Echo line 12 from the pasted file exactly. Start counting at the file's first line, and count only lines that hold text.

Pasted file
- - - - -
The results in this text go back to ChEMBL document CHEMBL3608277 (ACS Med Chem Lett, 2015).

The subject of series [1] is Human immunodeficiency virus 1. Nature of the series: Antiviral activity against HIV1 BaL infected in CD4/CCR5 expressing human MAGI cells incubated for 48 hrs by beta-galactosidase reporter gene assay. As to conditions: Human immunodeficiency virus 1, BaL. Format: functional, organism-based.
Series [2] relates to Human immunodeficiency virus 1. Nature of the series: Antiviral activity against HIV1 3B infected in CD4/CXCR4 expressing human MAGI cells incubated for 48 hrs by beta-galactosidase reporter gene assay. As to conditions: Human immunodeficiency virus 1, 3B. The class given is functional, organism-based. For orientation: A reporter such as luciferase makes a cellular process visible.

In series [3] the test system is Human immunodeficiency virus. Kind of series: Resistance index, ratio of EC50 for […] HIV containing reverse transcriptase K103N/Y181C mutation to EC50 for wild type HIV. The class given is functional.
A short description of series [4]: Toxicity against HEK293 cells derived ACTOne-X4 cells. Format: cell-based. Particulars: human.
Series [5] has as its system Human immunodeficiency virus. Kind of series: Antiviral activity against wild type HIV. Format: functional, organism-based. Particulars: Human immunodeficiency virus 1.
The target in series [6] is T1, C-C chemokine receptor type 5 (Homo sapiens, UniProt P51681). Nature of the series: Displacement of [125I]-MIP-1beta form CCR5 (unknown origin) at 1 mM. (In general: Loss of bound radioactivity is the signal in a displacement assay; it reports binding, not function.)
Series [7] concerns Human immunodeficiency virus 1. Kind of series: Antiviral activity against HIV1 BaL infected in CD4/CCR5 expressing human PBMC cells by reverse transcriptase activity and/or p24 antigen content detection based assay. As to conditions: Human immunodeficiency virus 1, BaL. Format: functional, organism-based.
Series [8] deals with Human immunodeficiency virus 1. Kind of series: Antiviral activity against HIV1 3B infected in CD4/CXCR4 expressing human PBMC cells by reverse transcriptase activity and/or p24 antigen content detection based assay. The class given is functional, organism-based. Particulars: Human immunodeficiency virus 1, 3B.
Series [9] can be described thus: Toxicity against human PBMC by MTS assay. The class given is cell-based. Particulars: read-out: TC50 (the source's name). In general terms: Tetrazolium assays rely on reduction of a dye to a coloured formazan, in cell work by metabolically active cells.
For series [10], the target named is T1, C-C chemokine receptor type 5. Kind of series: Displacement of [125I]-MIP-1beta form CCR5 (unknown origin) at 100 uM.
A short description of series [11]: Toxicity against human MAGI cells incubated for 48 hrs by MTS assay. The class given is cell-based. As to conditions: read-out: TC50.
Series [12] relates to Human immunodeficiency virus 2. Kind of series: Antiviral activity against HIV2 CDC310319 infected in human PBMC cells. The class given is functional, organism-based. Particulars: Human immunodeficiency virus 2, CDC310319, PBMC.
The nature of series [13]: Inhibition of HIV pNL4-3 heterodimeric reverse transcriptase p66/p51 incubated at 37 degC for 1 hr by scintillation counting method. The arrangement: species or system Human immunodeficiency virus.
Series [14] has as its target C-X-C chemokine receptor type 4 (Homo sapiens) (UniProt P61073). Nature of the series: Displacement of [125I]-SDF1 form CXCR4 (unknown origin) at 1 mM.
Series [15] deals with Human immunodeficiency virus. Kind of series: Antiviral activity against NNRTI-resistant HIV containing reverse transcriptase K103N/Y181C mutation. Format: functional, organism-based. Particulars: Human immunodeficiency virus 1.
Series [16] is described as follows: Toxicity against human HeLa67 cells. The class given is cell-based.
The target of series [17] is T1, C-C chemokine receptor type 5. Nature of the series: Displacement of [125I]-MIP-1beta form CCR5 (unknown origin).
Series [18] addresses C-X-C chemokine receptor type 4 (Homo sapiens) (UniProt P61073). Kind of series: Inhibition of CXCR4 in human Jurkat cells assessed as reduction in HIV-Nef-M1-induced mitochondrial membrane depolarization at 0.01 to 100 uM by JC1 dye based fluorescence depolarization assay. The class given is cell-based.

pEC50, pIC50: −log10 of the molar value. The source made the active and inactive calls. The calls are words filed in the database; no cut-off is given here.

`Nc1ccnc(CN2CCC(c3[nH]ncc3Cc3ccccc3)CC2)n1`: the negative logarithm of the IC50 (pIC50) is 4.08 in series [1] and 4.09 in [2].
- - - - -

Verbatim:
A short description of series [11]: Toxicity against human MAGI cells incubated for 48 hrs by MTS assay. The class given is cell-based. As to conditions: read-out: TC50.